I also see that the justification for a five-part structure of the book should be made stronger and more explicit. As a result of teaching Inventive Engineering for several decades, I have realized that focusing only on the methods (Methodics) is grossly insufficient. Inventive Engineering is a knowledge system and Methodics is only a component of this system. Therefore, learning only about methods and their use means developing a mechanistic approach to creative problem solving which is not very effective. It is likely training an F1 race driver without any references to physics or psychology, grossly inadequate and ineffective.
We need to motivate students first, next we ought to give them a "Big Picture" (a broad understanding of science behind Inventive Engineering) and subsequently to introduce the language of Inventive Engineering (our well-defined concepts or terminology). Finally, we need to teach students about the designing process (General Methodology). Only after these four stages of learning are completed, students are prepared to learn about various specific creative problem-solving methods and how to use them, that means they are ready for the final stage of learning Inventive Engineering (Methodics).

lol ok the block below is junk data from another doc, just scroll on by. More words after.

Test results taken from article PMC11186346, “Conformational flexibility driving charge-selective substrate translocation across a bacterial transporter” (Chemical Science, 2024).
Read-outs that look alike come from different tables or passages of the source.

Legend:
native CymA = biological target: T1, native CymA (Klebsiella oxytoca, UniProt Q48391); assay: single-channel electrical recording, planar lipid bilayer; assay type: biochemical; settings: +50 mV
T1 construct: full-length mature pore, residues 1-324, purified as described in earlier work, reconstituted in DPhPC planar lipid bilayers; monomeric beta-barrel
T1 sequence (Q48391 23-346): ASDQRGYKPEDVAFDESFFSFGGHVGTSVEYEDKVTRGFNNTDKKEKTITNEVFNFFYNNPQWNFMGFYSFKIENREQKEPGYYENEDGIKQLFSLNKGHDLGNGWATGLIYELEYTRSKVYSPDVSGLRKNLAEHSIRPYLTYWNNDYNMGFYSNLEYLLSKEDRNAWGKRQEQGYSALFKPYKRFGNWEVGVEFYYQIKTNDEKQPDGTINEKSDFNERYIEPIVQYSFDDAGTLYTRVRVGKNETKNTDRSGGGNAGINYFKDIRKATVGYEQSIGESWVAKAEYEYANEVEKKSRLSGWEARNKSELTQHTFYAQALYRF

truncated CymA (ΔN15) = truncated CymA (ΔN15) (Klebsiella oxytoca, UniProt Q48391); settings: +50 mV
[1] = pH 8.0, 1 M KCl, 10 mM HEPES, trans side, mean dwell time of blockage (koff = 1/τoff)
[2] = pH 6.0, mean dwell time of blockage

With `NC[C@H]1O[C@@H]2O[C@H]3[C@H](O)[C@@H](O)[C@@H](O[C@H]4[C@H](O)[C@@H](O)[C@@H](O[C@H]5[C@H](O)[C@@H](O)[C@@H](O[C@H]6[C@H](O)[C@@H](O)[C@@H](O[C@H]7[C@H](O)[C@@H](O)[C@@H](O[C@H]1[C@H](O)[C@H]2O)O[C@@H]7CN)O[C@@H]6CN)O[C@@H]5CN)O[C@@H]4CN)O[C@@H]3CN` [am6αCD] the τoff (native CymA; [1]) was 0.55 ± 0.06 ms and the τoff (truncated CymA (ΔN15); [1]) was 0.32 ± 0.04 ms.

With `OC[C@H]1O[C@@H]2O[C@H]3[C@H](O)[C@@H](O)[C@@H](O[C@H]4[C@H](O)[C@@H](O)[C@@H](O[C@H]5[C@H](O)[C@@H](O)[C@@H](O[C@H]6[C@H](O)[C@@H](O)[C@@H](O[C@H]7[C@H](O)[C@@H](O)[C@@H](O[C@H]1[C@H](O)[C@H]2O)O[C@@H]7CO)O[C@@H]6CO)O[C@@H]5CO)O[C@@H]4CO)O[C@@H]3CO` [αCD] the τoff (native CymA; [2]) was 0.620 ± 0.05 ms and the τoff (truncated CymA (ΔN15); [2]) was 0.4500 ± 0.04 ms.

From this perspective, the book design can be understood as:
Chapter 1. Why learn inventive engineering: Ten Reasons – Motivation
Chapter 2. Lessons from the past - Background Knowledge
Chapter 3. Lessons from modern science - Background Knowledge
Chapter 4. Basic concepts - Terminology
Chapter 5. Science of Inventive Engineering - General Methodology
Chapters 6-10 - Methodics